Through on goal in the 83rd minute, the newly appointed centre-forward discovered her shooting boots and fired across goal to bury the equaliser in the bottom right corner.

The Tottenham Hotspur Stadium came alive once more.

Thomas had the opportunity to seal it in normal time for Spurs in the 93rd minute when Vinberg sent a brilliant cross to the back post. Thomas poked the ball on target, but the reaching finger of Kop turned the ball around the far post to keep Leicester in with a chance of history.

So, for both sides a place at Wembley now rested on 30 minutes and the potential of penalties.

Now it was time for Leicester to introduce fresh faces with Aileen Whelan and Julie Thibaud making up a double substitution from interim manager Jennifer Foster.

Leicester appeared centimetres from going ahead again in the 97th minute when their top scorer, Rantala fired a free-kick from just outside the box on-target.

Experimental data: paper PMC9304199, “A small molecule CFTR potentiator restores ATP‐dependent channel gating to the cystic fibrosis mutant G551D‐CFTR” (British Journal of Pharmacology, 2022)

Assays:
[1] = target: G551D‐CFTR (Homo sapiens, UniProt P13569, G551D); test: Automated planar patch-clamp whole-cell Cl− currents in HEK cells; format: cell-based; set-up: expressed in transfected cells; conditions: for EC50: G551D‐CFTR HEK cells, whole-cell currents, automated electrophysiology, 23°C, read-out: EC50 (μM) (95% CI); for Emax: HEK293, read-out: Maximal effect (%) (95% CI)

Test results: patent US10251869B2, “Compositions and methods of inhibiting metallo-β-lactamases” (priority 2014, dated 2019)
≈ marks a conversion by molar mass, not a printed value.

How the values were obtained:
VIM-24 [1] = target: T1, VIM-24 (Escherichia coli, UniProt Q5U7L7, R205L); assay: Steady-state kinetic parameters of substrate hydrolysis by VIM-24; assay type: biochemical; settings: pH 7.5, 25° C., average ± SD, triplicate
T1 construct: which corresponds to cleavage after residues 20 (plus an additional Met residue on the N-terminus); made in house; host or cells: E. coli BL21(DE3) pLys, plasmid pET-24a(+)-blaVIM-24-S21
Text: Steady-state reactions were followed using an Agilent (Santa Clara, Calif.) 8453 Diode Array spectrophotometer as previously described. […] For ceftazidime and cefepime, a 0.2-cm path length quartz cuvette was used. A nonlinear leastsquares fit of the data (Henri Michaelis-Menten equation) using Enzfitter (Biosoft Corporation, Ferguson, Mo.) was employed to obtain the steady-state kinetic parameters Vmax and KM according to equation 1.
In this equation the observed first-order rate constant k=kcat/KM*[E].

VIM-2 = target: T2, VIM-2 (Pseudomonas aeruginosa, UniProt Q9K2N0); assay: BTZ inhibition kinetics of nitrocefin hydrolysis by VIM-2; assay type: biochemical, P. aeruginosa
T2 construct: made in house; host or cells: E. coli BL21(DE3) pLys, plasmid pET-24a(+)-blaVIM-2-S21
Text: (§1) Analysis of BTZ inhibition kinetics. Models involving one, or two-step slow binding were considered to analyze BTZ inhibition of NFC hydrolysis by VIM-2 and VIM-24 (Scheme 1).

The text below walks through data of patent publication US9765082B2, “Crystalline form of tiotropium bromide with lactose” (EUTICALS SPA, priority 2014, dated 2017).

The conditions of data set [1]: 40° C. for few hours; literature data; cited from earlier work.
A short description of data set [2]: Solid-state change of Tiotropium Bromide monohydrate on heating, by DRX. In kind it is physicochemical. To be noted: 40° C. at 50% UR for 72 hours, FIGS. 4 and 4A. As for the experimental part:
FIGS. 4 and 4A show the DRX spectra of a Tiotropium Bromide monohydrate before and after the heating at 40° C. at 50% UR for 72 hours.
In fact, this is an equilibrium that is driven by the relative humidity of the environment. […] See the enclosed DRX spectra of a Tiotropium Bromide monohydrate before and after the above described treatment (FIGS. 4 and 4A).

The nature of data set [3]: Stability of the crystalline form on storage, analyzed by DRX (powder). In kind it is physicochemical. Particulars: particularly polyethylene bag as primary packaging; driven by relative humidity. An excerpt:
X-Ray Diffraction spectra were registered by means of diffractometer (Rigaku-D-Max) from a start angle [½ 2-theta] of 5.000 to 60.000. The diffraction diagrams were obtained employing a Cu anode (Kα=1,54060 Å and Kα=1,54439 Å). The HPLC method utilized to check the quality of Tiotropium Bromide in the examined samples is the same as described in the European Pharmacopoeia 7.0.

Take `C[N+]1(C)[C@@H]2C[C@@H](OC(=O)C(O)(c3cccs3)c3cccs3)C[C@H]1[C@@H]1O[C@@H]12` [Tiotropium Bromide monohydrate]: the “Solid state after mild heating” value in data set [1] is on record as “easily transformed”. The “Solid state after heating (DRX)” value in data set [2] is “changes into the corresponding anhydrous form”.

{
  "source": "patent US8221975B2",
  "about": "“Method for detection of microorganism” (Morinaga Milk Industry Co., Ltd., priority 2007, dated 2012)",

Spencer got up to palm away but could only force it onto the underside of the crossbar. Luckily for the Tottenham keeper, it bounced out and away.

Other than that pique of excitement, extra time largely followed the script with tired legs locked in a cagey tightrope walk between wanting to attack but, even more so, not wanting to concede.

It was Leicester City’s tightrope that snapped first.

A corner punched away by Kop fell to Vinberg out on the left and it was another sumptuous cross which Luana Buhler flicked on for Thomas to head home at the far post.

It was a goal created in a new era for Tottenham. All three contributing players signed during Vilahamn’s tenure.

It was a goal that sent Tottenham into their first ever FA Cup final and a sign of things to come in a season that has catapulted the North London outfit to new levels.


  • Laura Howard

    Laura is a sports journalist with specialisms in football, hockey and cricket and has bylines in The Hockey Paper and The Non-League Paper. Her work often explores the intersection of sport and social issues with a particular interest in disability and women’s sport. Laura is also a recipient of the NCTJ Journalism Diversity Fund.